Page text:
A Labor government would see an additional five paid public holidays in Tasmania.
A motion recognising New Years Eve, Christmas Eve, Easter Saturday, Easter Sunday and Easter Tuesday as paid holidays was endorsed at the Labor party state conference on Sunday.
Shop Distributive Allied Employees Association Tasmania general secretary Paul Griffin said what members were seeking was not in excess of any other state.
Mr Griffin said Victoria passed a bill this week to include Easter Sunday as a paid holiday, meaning the state now has 15 paid holidays.
More from the Labor state conference
"That is four in excess of what we have in Tasmania," Mr Griffin said.
"We need to have that endorsed here in Tasmania for our workers, particularly in retail and fast food."
Mr Griffin said retail and fast food workers were particularly impacted on holidays, being asked to work late into the evening on those days.
"On Christmas Eve, retailers are seeking people to stay behind to set up [for Boxing Day]," Mr Griffin said.
When asked if the state would support an increase to public holidays, Government Minister Guy Barnett said the right balance needed be struck.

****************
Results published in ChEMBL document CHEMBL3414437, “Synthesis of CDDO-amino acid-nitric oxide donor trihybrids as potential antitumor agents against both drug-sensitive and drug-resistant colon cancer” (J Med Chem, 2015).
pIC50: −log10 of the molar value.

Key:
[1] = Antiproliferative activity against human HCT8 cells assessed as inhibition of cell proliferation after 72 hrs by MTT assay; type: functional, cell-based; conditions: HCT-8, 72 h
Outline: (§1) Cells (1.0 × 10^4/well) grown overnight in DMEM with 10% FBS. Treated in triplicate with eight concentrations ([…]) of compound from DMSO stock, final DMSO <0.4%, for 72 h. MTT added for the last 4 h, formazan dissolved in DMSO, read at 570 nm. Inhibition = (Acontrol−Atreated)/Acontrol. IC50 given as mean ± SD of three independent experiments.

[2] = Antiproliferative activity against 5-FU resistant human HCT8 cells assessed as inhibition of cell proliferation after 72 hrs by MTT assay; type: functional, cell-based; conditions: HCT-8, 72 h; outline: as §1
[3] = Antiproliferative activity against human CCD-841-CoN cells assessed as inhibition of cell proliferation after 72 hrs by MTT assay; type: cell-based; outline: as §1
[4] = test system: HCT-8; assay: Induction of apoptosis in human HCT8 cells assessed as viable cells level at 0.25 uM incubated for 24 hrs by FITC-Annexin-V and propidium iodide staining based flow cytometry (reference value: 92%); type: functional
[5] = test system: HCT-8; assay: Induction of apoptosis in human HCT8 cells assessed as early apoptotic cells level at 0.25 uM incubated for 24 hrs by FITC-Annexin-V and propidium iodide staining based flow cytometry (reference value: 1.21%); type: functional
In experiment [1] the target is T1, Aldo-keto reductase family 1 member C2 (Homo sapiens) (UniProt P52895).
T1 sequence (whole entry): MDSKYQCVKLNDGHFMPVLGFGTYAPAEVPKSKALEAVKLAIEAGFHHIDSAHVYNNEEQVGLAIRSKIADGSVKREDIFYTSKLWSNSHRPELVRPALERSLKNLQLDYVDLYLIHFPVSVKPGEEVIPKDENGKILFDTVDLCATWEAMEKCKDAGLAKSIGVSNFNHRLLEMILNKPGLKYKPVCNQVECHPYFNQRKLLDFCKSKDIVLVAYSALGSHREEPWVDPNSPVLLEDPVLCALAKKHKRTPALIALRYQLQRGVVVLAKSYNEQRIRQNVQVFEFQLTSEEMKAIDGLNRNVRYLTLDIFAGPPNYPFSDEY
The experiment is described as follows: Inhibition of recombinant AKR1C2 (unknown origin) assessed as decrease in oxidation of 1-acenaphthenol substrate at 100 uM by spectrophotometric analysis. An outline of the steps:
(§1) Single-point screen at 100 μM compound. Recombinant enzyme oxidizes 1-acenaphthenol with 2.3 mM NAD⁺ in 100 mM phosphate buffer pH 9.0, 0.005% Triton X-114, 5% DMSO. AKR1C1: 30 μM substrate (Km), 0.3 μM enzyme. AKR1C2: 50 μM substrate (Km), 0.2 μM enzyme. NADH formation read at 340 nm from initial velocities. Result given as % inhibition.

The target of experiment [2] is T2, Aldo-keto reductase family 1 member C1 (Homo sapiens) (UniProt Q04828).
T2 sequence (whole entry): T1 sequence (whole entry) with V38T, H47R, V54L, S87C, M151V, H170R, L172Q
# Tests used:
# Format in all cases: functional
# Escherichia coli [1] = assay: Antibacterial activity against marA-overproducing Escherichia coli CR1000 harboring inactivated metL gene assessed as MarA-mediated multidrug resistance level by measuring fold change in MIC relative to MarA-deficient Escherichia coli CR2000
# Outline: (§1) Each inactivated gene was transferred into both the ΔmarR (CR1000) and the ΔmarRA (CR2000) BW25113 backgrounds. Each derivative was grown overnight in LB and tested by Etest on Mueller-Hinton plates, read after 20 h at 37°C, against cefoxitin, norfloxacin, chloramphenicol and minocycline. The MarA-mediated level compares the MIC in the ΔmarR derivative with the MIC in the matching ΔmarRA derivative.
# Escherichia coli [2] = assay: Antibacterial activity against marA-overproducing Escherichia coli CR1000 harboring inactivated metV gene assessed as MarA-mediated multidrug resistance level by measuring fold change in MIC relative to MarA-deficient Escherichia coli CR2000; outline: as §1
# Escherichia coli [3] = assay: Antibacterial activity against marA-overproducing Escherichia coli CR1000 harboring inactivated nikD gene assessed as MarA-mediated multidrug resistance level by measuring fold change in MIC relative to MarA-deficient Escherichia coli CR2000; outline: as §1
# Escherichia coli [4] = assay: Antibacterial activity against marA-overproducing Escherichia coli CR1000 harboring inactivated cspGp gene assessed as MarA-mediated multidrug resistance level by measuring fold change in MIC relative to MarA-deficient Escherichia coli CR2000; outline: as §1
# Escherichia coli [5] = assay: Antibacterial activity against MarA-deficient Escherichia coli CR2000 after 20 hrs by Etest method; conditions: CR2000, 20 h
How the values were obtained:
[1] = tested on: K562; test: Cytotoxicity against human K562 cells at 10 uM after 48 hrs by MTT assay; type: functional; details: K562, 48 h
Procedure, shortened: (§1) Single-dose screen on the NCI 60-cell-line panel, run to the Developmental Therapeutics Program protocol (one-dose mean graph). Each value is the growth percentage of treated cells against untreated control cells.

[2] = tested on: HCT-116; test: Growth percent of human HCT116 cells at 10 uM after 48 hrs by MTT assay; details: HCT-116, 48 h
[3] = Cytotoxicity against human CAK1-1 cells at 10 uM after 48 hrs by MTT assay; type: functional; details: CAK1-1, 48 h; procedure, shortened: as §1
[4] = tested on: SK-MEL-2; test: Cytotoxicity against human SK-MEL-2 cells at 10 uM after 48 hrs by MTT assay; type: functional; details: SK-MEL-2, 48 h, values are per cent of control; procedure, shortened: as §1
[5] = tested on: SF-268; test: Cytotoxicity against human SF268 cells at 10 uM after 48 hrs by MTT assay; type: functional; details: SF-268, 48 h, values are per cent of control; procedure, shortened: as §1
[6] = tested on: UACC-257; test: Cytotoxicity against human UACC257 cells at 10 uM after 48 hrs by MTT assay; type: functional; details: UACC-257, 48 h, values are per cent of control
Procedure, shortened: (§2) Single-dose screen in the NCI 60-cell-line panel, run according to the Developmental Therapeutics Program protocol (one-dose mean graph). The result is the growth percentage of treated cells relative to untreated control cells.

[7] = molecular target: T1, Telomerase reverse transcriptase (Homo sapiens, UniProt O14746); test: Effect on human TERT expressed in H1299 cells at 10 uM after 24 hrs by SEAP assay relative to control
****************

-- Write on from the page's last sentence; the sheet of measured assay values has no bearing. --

"When it comes to those matters that the Labor party is pushing, no doubt they are trying to support their union mates by doing deals behind the scenes," Mr Barnett said.
Treasurer Peter Gutwein said an increase in paid holidays for public servants would "over-bloat the public sector ... demonstrating yet again Labor is out of touch and can't be trusted with your money."
The Labor conference also endorsed a motion seeking to allow public sector workers freedom of speech, including on social media platforms such as Facebook and Twitter.
The motion would allow state sector employees to publicly express their concern or opinion on government policy or activity provided their views were clearly identified as their personal opinions and no confidential information was divulged.
A number of delegates speaking on platforms later in the conference made the point of saying they endorsed motions but could not speak on it because of restrictions placed on them by their employer.